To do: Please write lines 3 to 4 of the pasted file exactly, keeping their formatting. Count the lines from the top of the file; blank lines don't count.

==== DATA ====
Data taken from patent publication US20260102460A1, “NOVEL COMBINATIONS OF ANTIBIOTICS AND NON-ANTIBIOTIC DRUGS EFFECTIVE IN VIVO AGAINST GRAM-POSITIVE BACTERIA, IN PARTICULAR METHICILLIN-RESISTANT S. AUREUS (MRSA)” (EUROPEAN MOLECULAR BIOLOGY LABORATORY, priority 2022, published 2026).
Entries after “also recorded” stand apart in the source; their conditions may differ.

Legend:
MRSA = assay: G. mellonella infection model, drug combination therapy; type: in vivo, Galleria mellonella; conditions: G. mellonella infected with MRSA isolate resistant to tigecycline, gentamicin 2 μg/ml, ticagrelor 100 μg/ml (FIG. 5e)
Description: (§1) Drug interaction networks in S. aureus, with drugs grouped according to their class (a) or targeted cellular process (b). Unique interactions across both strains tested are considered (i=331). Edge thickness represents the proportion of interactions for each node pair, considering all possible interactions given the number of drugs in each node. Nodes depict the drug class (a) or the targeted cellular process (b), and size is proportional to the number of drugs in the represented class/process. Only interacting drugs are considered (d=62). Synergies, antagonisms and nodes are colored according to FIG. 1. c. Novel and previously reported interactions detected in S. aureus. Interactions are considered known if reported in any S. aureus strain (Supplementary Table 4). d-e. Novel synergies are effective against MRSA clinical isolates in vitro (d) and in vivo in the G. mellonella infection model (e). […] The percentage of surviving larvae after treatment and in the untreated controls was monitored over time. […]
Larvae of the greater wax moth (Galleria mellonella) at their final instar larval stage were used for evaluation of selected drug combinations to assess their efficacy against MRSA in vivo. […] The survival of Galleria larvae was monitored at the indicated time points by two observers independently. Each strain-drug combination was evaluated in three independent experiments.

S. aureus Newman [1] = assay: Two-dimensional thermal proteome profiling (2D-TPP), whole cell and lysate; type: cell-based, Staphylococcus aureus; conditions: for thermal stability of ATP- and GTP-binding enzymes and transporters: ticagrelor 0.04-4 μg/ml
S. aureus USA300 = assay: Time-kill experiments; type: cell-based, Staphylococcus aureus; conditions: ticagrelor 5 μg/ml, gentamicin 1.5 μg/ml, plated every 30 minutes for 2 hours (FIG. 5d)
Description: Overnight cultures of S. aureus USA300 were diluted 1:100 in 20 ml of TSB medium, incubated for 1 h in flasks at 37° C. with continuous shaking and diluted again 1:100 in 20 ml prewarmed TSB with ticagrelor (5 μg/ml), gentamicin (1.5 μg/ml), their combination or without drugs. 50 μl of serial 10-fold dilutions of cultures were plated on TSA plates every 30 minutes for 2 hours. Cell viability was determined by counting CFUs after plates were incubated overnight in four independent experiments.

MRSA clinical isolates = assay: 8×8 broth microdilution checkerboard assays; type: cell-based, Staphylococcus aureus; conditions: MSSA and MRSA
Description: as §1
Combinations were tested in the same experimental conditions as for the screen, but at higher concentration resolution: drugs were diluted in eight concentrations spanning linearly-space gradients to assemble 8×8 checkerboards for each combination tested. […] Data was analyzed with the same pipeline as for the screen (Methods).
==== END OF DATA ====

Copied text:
Legend:
MRSA = assay: G. mellonella infection model, drug combination therapy; type: in vivo, Galleria mellonella; conditions: G. mellonella infected with MRSA isolate resistant to tigecycline, gentamicin 2 μg/ml, ticagrelor 100 μg/ml (FIG. 5e)